9: The following ARP (Address Resolution Protocol) request though (packet 667) is for x.x.31.29, and it’s from x.x.31.153, so it looks like our client has accepted the IP address offered by x.x.30.42 via the relays and is using it to communicate with the server at x.x.31.29.
10: After the ARP reply, the next packet (669) is a ProxyDHCP request (which uses UDP port 4011) directed to x.x.31.29. It’s a Boot Request so it’s still looking for boot information. This packet won’t be seen by the x.x.30.42, or x.x.86.46 which is the expected PXE boot server, so why does our client choose the rogue server to boot from?
11: If we go back to packet 591, which is the DHCP offer from x.x.31.29 we can see that option 60 is set to “PXEClient”.
The x.x.30.42 DHCP server didn’t have option 60 set, but the x.x.30.42 server was not running the PXE boot service, it provided the Bootfile location using options (66) and (67). Option 60 is only required if the DHCP server and the Boot server are running on the same host as is the case for x.x.31.29. It means the PXE client regards x.x.31.29 as a valid PXE boot server but it needs to use port 4011 to connect, (the bootp protocol would use the same ports as DHCP but since they are being used for DHCP already, the bootp process needs to use other ports.
So our client is trying to connect to the rogue server. The server hasn’t provided the bootfile information at this point.
12: The proxyDHCP ack packet at 672 (1) provides the missing boot file location, (2) which is followed by a TFTP (Trivial File Transfer Protocol) request from the PXE client to the x.x.31.29 server for the aforementioned file. The boot process would likely have continued, but we can see that the TFTP server returns a “File not found” error.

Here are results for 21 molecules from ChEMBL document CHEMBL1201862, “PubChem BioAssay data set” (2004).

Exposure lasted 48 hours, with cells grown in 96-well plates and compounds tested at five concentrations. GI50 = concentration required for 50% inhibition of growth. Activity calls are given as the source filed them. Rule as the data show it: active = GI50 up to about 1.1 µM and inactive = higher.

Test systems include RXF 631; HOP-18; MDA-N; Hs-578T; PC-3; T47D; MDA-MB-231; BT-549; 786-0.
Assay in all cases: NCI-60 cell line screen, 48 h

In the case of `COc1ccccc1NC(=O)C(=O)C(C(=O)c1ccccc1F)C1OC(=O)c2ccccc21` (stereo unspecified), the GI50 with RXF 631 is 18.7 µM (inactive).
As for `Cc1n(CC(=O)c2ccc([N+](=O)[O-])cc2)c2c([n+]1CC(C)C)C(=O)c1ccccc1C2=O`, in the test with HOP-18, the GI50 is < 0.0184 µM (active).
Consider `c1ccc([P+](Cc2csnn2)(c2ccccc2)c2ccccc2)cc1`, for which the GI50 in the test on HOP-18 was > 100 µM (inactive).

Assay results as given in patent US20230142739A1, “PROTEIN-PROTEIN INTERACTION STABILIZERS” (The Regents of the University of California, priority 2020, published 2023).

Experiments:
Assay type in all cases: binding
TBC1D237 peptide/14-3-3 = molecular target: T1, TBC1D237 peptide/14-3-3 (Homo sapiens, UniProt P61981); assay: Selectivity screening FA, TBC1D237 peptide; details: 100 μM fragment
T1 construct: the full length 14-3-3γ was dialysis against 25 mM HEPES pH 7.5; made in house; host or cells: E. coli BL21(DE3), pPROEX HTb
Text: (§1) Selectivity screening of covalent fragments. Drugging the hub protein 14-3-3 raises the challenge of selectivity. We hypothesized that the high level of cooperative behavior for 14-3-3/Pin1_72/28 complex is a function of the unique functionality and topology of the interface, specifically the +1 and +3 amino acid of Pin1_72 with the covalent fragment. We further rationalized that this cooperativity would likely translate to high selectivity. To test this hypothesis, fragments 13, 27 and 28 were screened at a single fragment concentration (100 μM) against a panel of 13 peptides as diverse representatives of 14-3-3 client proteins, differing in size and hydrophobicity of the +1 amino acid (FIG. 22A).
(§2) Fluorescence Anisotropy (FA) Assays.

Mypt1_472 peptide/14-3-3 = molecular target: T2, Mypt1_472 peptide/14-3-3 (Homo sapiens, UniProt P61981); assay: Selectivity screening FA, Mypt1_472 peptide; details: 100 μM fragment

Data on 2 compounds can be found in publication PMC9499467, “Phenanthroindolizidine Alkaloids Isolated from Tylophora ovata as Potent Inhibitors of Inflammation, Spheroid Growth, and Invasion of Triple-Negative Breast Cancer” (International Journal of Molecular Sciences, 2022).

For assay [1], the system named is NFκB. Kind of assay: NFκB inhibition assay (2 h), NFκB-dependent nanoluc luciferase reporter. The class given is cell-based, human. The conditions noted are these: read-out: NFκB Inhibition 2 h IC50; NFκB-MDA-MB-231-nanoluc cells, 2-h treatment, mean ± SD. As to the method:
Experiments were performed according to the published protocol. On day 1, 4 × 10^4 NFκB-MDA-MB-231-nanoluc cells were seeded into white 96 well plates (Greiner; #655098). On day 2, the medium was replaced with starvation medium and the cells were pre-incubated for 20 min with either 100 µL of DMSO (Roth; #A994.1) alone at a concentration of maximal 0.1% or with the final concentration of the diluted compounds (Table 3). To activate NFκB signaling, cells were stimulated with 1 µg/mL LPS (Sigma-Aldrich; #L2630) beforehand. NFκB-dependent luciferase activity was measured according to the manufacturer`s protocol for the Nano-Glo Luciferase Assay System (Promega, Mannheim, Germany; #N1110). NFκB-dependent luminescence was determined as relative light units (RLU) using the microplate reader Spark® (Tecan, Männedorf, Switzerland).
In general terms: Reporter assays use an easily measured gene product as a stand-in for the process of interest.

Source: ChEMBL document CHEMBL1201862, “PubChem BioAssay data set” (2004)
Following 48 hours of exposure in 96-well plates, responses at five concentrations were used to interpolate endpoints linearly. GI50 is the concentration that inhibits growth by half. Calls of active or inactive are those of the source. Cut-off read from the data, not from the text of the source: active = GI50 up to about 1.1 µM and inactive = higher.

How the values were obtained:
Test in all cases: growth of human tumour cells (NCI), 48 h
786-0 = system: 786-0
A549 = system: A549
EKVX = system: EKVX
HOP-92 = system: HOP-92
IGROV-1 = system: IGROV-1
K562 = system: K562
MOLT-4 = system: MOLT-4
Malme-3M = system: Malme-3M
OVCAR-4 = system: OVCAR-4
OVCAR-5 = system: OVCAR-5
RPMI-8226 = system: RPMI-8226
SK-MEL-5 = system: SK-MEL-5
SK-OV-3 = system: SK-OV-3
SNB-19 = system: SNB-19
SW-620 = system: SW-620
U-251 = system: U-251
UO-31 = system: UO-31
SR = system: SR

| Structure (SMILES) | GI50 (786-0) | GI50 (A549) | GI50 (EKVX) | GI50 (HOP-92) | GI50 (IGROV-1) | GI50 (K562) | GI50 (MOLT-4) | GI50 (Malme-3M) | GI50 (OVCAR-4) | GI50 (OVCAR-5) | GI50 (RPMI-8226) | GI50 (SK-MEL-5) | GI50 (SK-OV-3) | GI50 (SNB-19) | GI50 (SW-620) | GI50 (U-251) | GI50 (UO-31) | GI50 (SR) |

The above scenario was repeatable. Each time the DHCP discover packet received a response from one of the relays first, followed by either the other relay or the rogue server. The relays offered an IP address, the rogue did not.
The following DHCP Request asked for the IP offered by the relays, and once they had sent the DHCP ACK (acknowledgment), the PXE client started using it to query the rogue server.
RFC951 describes the bootstrap operation as consisting of two phases. Phase one is the IP address determination and boot-file selection and phase 2 is the transfer of the file.
It’s clear from the above packet captures that the PXE client can accept the IP address from one offer, but either ignore other fields in the same packet or perhaps prefer options presented by other servers. It would make sense to accept all the options from the same packet. In the end, the boot process failed because the file offered by the rogue server couldn’t be found (on the same server).
As an aside, the Microsoft recommended method for booting from a PXE server that’s not on the same subnet as the client is to use the IP helper-address functionality available on many routers and avoid the use of DHCP options. See https://support.microsoft.com/en-gb/help/4471003/how-to-boot-from-a-pxe-server-on-a-different-network
To cut a long story short, a summary.
This blog post covered troubleshooting PXE Boot with Wireshark.
We started by opening Wireshark and choosing the interface as well as selecting the checkbox for promiscuous mode. For this capture, I chose not to use a capture filter, using display filters once the capture had been saved instead.
The symptoms of the fault were that PXE boot was failing, and given that the network appeared to be otherwise functional we neede to look at what was happening with the traffic and Wireshark is the tool that was used to achieve this.
After inspecting the traffic we could see that an unexpected boot server was present on the network, and it didn’t have the required files needed to complete the boot process. Removing the rogue server, fixed the issue.